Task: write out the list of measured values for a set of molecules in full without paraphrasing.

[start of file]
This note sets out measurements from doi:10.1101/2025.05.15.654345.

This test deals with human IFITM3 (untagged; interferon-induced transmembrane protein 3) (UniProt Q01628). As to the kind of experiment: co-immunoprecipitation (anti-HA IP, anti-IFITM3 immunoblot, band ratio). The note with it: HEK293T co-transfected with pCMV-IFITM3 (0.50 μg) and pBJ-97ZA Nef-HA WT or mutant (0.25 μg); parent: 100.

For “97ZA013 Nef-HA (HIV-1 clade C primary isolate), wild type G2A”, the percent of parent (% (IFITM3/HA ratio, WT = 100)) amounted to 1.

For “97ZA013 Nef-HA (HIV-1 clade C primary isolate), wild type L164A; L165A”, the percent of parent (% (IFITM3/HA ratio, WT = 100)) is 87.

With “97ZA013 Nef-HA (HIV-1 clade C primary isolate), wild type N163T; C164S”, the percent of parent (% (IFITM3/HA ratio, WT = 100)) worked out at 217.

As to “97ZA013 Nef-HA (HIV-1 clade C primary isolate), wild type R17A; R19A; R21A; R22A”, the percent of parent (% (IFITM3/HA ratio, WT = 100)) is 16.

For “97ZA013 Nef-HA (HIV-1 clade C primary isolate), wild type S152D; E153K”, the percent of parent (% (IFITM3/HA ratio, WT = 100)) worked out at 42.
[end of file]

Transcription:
This note sets out measurements from doi:10.1101/2025.05.15.654345.

This test deals with human IFITM3 (untagged; interferon-induced transmembrane protein 3) (UniProt Q01628). As to the kind of experiment: co-immunoprecipitation (anti-HA IP, anti-IFITM3 immunoblot, band ratio). The note with it: HEK293T co-transfected with pCMV-IFITM3 (0.50 μg) and pBJ-97ZA Nef-HA WT or mutant (0.25 μg); parent: 100.

For “97ZA013 Nef-HA (HIV-1 clade C primary isolate), wild type G2A”, the percent of parent (% (IFITM3/HA ratio, WT = 100)) amounted to 1.

For “97ZA013 Nef-HA (HIV-1 clade C primary isolate), wild type L164A; L165A”, the percent of parent (% (IFITM3/HA ratio, WT = 100)) is 87.

With “97ZA013 Nef-HA (HIV-1 clade C primary isolate), wild type N163T; C164S”, the percent of parent (% (IFITM3/HA ratio, WT = 100)) worked out at 217.

As to “97ZA013 Nef-HA (HIV-1 clade C primary isolate), wild type R17A; R19A; R21A; R22A”, the percent of parent (% (IFITM3/HA ratio, WT = 100)) is 16.

For “97ZA013 Nef-HA (HIV-1 clade C primary isolate), wild type S152D; E153K”, the percent of parent (% (IFITM3/HA ratio, WT = 100)) worked out at 42.